Basal Cell Carcinoma

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Basal cell carcinoma (BCC) is the commonest of the skin cancers. It behaves locally as a true malignancy, growing and destroying all tissues in its path. However, it rarely spreads to distant organs through "metastasis."

The presentation of BCC is quite varied. It most commonly presents as a persistant, firm, "pearly" nodule in the skin, and may crust and bleed periodically. This nodular form may grow fast enough to ulcerate at its center, producing what physicians call, "nodulo-ulcerative" BCC.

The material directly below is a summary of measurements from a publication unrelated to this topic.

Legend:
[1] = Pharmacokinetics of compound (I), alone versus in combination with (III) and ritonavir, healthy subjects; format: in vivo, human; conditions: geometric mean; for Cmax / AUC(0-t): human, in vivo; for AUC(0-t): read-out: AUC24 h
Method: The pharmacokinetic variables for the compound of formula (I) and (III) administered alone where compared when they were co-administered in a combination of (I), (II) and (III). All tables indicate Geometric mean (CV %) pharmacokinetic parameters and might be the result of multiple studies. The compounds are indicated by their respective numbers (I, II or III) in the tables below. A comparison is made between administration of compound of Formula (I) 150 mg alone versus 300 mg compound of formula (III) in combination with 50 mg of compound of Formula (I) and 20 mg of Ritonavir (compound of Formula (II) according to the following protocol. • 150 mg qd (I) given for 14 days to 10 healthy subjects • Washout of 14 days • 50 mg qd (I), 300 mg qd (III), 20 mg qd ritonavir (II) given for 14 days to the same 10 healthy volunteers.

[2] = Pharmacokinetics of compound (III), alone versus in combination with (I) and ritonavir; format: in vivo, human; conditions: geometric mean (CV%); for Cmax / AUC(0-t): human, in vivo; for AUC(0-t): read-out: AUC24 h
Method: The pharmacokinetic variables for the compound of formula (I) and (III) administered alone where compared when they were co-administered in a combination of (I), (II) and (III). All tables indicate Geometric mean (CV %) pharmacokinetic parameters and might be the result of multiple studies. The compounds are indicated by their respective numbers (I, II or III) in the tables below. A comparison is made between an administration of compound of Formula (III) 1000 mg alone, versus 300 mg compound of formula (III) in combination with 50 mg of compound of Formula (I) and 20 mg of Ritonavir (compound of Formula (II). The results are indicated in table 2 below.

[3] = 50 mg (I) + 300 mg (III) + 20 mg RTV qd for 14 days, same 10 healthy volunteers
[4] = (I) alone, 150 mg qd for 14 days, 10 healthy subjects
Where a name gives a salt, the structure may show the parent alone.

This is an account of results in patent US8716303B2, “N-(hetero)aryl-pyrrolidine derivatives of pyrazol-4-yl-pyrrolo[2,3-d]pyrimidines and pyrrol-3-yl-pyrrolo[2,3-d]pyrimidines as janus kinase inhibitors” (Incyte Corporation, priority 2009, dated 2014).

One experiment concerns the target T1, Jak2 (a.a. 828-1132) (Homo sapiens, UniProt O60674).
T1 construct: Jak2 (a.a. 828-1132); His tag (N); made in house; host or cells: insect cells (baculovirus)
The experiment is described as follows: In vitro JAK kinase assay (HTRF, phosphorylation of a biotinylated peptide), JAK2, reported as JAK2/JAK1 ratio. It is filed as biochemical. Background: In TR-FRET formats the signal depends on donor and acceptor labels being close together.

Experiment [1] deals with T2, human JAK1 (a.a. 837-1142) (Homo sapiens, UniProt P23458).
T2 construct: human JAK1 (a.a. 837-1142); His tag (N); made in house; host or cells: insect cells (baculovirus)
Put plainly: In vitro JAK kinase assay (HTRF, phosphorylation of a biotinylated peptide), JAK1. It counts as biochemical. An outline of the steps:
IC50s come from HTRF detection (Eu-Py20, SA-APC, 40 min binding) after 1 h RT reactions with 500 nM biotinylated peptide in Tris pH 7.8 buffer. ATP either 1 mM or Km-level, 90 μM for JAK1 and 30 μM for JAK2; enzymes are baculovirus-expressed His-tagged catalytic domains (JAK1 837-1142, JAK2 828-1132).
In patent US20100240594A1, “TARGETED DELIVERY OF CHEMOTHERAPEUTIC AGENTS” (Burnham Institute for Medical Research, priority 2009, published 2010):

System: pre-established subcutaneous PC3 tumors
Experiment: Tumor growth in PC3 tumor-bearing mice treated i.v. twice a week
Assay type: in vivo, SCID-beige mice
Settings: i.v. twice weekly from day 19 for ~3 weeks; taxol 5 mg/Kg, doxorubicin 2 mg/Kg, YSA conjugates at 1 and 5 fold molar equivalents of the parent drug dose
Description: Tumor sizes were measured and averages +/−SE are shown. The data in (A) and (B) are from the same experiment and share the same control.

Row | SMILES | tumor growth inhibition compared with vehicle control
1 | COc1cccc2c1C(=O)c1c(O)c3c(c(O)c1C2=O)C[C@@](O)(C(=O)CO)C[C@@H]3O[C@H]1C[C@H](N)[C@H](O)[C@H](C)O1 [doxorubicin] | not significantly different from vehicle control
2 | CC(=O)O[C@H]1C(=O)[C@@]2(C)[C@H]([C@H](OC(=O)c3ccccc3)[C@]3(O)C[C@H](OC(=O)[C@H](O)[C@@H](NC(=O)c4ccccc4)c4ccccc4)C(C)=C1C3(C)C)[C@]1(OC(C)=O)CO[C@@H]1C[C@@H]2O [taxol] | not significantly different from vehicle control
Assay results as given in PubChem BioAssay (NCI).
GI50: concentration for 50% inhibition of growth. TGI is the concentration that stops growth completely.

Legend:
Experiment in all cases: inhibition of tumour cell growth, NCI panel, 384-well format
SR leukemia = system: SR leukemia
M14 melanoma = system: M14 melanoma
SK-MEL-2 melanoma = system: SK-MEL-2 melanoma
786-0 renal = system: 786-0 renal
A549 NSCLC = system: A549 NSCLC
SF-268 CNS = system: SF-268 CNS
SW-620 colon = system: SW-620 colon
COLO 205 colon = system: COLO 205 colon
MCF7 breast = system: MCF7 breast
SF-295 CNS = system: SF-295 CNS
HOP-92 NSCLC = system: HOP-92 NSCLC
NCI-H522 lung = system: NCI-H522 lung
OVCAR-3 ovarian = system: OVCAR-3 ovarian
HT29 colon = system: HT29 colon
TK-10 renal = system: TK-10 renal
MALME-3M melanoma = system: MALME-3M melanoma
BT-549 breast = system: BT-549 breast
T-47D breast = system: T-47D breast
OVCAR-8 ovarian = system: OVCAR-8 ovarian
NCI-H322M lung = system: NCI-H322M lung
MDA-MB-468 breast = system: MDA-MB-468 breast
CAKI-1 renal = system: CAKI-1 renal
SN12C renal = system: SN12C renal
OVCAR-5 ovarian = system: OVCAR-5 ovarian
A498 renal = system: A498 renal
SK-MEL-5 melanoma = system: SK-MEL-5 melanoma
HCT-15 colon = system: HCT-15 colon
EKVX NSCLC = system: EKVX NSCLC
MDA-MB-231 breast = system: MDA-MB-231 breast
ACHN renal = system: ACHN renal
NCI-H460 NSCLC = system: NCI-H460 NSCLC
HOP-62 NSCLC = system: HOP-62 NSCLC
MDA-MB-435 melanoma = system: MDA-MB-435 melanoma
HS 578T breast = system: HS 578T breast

This is a typical "nodular" BCC on the upper lip.

 

This is a "nodulo-ulcerative" BCC of the chin.

 

Other presentations of BCC include:

"Superficial" BCC- a flat, reddish patch with little of no elevation from surrounding skin
"Pigmented" BCC- a pigmented plaque which may be confused with a mole or melanoma
"Morphea-form" BCC- a flat, firm, unobtrusive plaque in the skin

A "superficial" BCC covering a large area of the back.

 

A "pigmented" BCC of the cheek.

 

A "morphea-form" BCC seen up close.


Treatment options for BCC

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